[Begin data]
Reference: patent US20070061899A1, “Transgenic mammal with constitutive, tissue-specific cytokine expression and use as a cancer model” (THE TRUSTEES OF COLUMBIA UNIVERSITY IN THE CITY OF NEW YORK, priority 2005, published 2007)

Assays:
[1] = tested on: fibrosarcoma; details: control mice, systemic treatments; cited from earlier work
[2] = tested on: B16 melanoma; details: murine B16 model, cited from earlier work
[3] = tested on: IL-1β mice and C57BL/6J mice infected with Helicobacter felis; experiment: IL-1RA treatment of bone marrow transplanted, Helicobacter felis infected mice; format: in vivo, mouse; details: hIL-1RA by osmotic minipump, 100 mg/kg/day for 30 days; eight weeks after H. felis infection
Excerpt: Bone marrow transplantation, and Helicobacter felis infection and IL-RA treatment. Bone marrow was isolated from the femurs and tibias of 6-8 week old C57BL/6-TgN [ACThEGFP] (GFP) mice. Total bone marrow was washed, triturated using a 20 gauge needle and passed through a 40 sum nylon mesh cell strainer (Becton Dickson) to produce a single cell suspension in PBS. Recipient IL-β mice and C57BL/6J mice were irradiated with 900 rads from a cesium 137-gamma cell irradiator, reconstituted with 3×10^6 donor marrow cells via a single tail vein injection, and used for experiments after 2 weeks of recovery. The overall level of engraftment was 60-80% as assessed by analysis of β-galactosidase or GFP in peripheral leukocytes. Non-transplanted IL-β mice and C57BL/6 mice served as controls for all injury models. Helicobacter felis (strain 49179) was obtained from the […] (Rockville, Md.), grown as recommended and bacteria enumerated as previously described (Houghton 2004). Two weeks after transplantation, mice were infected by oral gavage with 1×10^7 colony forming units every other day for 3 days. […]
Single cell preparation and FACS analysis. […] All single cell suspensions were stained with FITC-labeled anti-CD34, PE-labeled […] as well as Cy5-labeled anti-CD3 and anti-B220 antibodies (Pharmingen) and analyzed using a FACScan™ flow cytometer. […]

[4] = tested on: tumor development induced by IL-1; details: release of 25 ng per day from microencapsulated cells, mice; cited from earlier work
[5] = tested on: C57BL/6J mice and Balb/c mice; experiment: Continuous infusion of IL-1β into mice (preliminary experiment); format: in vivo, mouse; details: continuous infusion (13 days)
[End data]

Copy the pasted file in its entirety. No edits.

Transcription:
Reference: patent US20070061899A1, “Transgenic mammal with constitutive, tissue-specific cytokine expression and use as a cancer model” (THE TRUSTEES OF COLUMBIA UNIVERSITY IN THE CITY OF NEW YORK, priority 2005, published 2007)

Assays:
[1] = tested on: fibrosarcoma; details: control mice, systemic treatments; cited from earlier work
[2] = tested on: B16 melanoma; details: murine B16 model, cited from earlier work
[3] = tested on: IL-1β mice and C57BL/6J mice infected with Helicobacter felis; experiment: IL-1RA treatment of bone marrow transplanted, Helicobacter felis infected mice; format: in vivo, mouse; details: hIL-1RA by osmotic minipump, 100 mg/kg/day for 30 days; eight weeks after H. felis infection
Excerpt: Bone marrow transplantation, and Helicobacter felis infection and IL-RA treatment. Bone marrow was isolated from the femurs and tibias of 6-8 week old C57BL/6-TgN [ACThEGFP] (GFP) mice. Total bone marrow was washed, triturated using a 20 gauge needle and passed through a 40 sum nylon mesh cell strainer (Becton Dickson) to produce a single cell suspension in PBS. Recipient IL-β mice and C57BL/6J mice were irradiated with 900 rads from a cesium 137-gamma cell irradiator, reconstituted with 3×10^6 donor marrow cells via a single tail vein injection, and used for experiments after 2 weeks of recovery. The overall level of engraftment was 60-80% as assessed by analysis of β-galactosidase or GFP in peripheral leukocytes. Non-transplanted IL-β mice and C57BL/6 mice served as controls for all injury models. Helicobacter felis (strain 49179) was obtained from the […] (Rockville, Md.), grown as recommended and bacteria enumerated as previously described (Houghton 2004). Two weeks after transplantation, mice were infected by oral gavage with 1×10^7 colony forming units every other day for 3 days. […]
Single cell preparation and FACS analysis. […] All single cell suspensions were stained with FITC-labeled anti-CD34, PE-labeled […] as well as Cy5-labeled anti-CD3 and anti-B220 antibodies (Pharmingen) and analyzed using a FACScan™ flow cytometer. […]

[4] = tested on: tumor development induced by IL-1; details: release of 25 ng per day from microencapsulated cells, mice; cited from earlier work
[5] = tested on: C57BL/6J mice and Balb/c mice; experiment: Continuous infusion of IL-1β into mice (preliminary experiment); format: in vivo, mouse; details: continuous infusion (13 days)